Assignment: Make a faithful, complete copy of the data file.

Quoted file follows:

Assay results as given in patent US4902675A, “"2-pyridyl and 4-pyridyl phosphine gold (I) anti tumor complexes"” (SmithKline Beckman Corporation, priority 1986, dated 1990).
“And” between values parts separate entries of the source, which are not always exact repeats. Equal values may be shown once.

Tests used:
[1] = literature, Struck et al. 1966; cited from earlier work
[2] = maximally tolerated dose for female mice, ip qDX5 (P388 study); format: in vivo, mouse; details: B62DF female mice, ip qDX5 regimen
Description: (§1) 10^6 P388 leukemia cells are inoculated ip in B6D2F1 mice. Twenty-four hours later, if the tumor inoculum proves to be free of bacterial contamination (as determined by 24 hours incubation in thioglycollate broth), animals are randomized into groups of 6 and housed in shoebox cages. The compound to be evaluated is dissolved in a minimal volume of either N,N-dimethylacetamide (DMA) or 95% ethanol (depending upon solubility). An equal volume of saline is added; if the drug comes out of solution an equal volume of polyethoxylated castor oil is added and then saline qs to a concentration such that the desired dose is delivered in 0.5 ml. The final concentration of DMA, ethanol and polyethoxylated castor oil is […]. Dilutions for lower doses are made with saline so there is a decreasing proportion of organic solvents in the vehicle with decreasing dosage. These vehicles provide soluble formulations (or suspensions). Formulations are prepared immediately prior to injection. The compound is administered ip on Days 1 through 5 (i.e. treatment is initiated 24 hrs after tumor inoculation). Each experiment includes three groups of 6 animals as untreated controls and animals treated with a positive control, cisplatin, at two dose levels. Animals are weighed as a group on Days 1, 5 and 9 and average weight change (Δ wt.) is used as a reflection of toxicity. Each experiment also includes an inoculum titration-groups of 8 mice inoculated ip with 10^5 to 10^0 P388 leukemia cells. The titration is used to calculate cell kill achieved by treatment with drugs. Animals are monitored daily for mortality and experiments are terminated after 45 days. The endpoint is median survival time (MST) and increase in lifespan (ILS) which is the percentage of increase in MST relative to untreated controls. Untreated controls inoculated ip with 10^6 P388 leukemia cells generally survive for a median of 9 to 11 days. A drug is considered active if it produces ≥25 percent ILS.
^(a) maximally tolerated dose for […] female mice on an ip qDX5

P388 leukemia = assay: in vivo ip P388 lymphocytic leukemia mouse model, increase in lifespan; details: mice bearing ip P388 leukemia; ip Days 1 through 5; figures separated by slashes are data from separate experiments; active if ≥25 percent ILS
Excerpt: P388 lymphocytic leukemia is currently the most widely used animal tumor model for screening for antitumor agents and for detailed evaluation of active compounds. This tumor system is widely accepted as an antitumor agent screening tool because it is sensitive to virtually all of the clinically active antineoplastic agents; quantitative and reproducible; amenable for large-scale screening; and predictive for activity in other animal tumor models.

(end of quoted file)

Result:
Assay results as given in patent US4902675A, “"2-pyridyl and 4-pyridyl phosphine gold (I) anti tumor complexes"” (SmithKline Beckman Corporation, priority 1986, dated 1990).
“And” between values parts separate entries of the source, which are not always exact repeats. Equal values may be shown once.

Tests used:
[1] = literature, Struck et al. 1966; cited from earlier work
[2] = maximally tolerated dose for female mice, ip qDX5 (P388 study); format: in vivo, mouse; details: B62DF female mice, ip qDX5 regimen
Description: (§1) 10^6 P388 leukemia cells are inoculated ip in B6D2F1 mice. Twenty-four hours later, if the tumor inoculum proves to be free of bacterial contamination (as determined by 24 hours incubation in thioglycollate broth), animals are randomized into groups of 6 and housed in shoebox cages. The compound to be evaluated is dissolved in a minimal volume of either N,N-dimethylacetamide (DMA) or 95% ethanol (depending upon solubility). An equal volume of saline is added; if the drug comes out of solution an equal volume of polyethoxylated castor oil is added and then saline qs to a concentration such that the desired dose is delivered in 0.5 ml. The final concentration of DMA, ethanol and polyethoxylated castor oil is […]. Dilutions for lower doses are made with saline so there is a decreasing proportion of organic solvents in the vehicle with decreasing dosage. These vehicles provide soluble formulations (or suspensions). Formulations are prepared immediately prior to injection. The compound is administered ip on Days 1 through 5 (i.e. treatment is initiated 24 hrs after tumor inoculation). Each experiment includes three groups of 6 animals as untreated controls and animals treated with a positive control, cisplatin, at two dose levels. Animals are weighed as a group on Days 1, 5 and 9 and average weight change (Δ wt.) is used as a reflection of toxicity. Each experiment also includes an inoculum titration-groups of 8 mice inoculated ip with 10^5 to 10^0 P388 leukemia cells. The titration is used to calculate cell kill achieved by treatment with drugs. Animals are monitored daily for mortality and experiments are terminated after 45 days. The endpoint is median survival time (MST) and increase in lifespan (ILS) which is the percentage of increase in MST relative to untreated controls. Untreated controls inoculated ip with 10^6 P388 leukemia cells generally survive for a median of 9 to 11 days. A drug is considered active if it produces ≥25 percent ILS.
^(a) maximally tolerated dose for […] female mice on an ip qDX5

P388 leukemia = assay: in vivo ip P388 lymphocytic leukemia mouse model, increase in lifespan; details: mice bearing ip P388 leukemia; ip Days 1 through 5; figures separated by slashes are data from separate experiments; active if ≥25 percent ILS
Excerpt: P388 lymphocytic leukemia is currently the most widely used animal tumor model for screening for antitumor agents and for detailed evaluation of active compounds. This tumor system is widely accepted as an antitumor agent screening tool because it is sensitive to virtually all of the clinically active antineoplastic agents; quantitative and reproducible; amenable for large-scale screening; and predictive for activity in other animal tumor models.